Waka

There are two waka groups based at Naval Point Club. Te Waka Pounamu & Waitaha Paddling Club.

E ngä mana, e ngä reo, e nga karangaranga maha,
e ngä waka o ngä tai e whä,
Tënä koutou katoa

Te Waka Pounamu is one of a handful of waka ama (outrigger canoe) clubs based in Ōtautahi / Christchurch and affiliated to Te Waka o Aoraki (the South Island Waka Ama Association) of Ngā Kaihoe o Aotearoa.

The club was set up in 2001 and maintains a steady membership of approximately thirty paddlers ranging in age from 18 to 60. This includes Junior, Novice, Open, Mixed and Masters Crews. The crews train and compete most of the year in various outrigger events from sprints through to marathons, apart from a late winter hibernation period. The club is also involved in organising and running club activities, workshops and annual regattas.

Many of the Club paddlers are experienced at regional, national and international levels. Crews regularly compete in the New Zealand Waka Ama Nationals and have made various finals and gained top 8 placings.

The club owns and runs a W2 (2 person) and four W6 (6 person) canoes and is based out of the Naval Point Club, Lyttelton.

WHAT IS WAKA AMA?

A waka ama is an outrigger canoe or a waka (canoe) with an ama (outrigger). Waka ama has their origins in Polynesia where they have been used for voyaging and fishing for centuries. Contemporary waka ama come in many sizes from W1 (1 person) to W6 (6 person).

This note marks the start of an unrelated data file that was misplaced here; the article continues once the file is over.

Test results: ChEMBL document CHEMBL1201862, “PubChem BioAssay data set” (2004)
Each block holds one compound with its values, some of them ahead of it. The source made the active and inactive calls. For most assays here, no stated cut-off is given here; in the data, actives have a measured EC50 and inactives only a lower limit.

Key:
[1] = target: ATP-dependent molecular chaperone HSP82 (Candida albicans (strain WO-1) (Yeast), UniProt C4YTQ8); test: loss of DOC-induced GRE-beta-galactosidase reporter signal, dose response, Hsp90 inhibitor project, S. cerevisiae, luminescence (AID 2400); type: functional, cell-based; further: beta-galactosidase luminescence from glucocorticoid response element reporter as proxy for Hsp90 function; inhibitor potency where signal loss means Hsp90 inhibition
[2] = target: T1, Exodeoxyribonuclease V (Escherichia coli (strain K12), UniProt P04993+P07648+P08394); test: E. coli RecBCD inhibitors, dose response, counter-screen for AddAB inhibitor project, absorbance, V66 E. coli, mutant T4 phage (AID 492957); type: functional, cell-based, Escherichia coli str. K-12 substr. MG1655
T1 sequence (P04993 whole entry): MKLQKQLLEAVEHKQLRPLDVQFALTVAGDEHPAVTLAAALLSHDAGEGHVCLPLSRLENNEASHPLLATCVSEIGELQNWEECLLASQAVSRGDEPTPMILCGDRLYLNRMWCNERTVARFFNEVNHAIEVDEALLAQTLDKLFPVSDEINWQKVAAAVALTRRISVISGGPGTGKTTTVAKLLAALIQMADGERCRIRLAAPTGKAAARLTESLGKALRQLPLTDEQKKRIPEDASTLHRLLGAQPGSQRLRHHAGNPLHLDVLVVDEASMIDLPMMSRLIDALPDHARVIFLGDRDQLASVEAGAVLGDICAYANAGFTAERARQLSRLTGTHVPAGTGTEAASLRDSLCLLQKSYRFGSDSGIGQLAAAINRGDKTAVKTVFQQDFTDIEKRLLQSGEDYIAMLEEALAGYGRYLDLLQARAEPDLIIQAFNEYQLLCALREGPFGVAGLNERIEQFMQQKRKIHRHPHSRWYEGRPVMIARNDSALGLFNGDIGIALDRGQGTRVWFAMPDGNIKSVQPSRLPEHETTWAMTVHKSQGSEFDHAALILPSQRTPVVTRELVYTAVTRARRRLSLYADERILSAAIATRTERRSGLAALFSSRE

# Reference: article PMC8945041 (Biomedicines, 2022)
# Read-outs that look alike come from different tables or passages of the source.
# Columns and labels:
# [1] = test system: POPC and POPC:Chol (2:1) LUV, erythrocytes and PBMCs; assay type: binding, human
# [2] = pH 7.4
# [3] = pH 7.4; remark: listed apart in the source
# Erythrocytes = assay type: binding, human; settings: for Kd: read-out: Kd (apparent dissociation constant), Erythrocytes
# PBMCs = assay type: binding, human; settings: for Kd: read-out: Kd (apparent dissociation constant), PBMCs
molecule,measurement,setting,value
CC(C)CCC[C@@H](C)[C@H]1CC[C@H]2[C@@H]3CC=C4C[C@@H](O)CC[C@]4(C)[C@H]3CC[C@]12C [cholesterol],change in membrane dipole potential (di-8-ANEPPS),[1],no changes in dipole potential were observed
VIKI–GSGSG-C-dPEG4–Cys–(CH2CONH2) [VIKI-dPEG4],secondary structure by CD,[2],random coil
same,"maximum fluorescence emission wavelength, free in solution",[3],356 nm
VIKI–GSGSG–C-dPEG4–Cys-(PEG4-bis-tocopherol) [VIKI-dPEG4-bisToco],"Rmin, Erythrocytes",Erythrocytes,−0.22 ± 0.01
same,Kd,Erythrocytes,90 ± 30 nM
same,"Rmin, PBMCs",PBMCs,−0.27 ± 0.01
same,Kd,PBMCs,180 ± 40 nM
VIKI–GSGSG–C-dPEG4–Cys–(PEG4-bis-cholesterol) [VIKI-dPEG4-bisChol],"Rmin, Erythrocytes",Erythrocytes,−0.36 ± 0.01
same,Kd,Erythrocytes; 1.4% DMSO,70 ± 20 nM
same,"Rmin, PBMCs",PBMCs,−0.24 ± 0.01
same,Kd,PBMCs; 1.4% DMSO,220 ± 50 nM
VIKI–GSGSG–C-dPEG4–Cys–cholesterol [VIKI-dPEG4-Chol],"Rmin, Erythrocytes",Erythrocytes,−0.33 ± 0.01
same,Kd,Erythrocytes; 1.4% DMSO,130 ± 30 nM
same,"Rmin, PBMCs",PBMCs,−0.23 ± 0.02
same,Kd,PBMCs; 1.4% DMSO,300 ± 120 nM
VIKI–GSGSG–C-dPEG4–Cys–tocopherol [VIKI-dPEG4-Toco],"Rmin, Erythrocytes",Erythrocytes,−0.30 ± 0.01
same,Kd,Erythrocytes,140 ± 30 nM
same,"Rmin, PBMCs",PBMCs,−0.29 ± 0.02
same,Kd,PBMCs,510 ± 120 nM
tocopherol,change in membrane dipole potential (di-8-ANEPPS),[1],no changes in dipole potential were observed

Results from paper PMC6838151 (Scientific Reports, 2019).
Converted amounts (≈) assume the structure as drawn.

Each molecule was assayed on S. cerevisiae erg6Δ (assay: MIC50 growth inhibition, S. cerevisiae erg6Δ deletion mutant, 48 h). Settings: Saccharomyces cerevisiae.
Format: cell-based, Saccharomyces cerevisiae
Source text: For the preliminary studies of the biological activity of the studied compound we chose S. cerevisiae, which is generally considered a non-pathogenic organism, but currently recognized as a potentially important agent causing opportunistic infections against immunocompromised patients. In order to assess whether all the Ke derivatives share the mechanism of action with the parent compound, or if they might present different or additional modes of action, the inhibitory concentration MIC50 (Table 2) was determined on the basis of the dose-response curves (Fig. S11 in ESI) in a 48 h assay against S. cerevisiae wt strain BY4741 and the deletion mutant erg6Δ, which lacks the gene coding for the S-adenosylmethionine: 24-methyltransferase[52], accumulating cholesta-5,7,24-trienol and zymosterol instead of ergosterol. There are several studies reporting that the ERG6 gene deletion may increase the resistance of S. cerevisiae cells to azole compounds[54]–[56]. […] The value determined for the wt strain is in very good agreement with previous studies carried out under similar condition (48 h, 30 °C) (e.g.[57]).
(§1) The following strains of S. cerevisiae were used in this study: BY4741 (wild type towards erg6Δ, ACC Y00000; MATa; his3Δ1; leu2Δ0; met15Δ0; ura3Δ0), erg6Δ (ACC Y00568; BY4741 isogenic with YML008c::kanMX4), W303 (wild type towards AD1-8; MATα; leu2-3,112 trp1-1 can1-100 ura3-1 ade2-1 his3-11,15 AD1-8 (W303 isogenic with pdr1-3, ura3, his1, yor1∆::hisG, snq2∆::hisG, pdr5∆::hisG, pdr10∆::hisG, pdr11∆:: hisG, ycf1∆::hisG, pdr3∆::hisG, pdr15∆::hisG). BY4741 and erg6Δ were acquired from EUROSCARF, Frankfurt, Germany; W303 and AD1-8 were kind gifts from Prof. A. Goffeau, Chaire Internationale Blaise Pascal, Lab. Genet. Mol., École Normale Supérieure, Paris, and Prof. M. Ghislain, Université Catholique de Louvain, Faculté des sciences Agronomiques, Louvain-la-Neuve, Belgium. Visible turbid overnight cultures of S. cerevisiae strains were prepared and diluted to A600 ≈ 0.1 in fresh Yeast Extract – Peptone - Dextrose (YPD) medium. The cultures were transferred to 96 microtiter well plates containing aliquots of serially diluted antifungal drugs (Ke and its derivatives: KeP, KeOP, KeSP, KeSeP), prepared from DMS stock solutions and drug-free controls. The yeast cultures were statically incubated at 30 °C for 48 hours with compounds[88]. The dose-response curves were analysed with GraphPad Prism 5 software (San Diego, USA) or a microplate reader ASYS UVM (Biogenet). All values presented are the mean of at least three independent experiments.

The contemporary sport of outrigger canoe paddling has its origins in the Hawaiian Islands, and other parts of Polynesia, including French Polynesia.

Racing involves sprints, normally contested over 500 to 1500 metres in multiple lanes with exciting turns, and marathons contested over long distances from 5 to 50kms. Sprints are very exciting and take a matter of minutes while marathons are endurance affairs taking many hours.

CLUB AIMS and OBJECTIVES

The overall goal of Te Waka Pounamu is to develop the art, craft and sport of Waka Ama and Waka Voyaging, for both young and old, within Te Waipounamu, through:

Running the club for the enjoyment and pleasure of whānau, iwi, hapū and other participants;
Promoting and developing strong leadership, smokefree, drugfree and healthy lifestyles;
Organising and participating in local, regional, national and international competitions; and
Providing educational and training programmes in relation to Waka Ama and Voyaging, cultural and social development, water safety and tikanga Māori associated with wai (water), awa (river), and moana (sea).

CLUB PROJECTS AND EVENTS

Te Waka Pounamu is a very proactive club organising many activities, regattas as well as training and competing. The club holds two major annual regattas each year – a summer sprint series, held at Rāpaki between November and February and a winter marathon race held in April or May. The club regularly competes in the South Island sprints (December), National sprints (held at Lake Karapiro in January), the Icebreaker Challenge (at Dunedin in June) as well as the Lake Brunner (October) and Abel Tasman (November) Marathons,Lake Rotoiti and Timaru Marathon

We are also a very safety conscious club. We provide safety kits, lifejackets and have access to Rescue Boat training for our members. We provide asafety kits, lifejackets as well as Coastguard Day skippers training for our members. We aim to provide annual waka ama open days (September/October), to further develop the sport and teach and practice aspects of waka ama water safety./

Open Men

If you want to know more about our club or are interested in joining or giving waka ama a go, for sport or pleasure, we would love to see you. Just make contact with any of the people below and we will see you on the water in no time!! Club meetings are held on the last Sunday of each month, 4pm at the Naval Point Club, Magazine Bay, Lyttelton.

Kei waiho koe hei täwai i kä rä o tö oraka

Lest you be like an incomplete canoe all the days of your life

Do what needs to be done lest you regret it.

Waka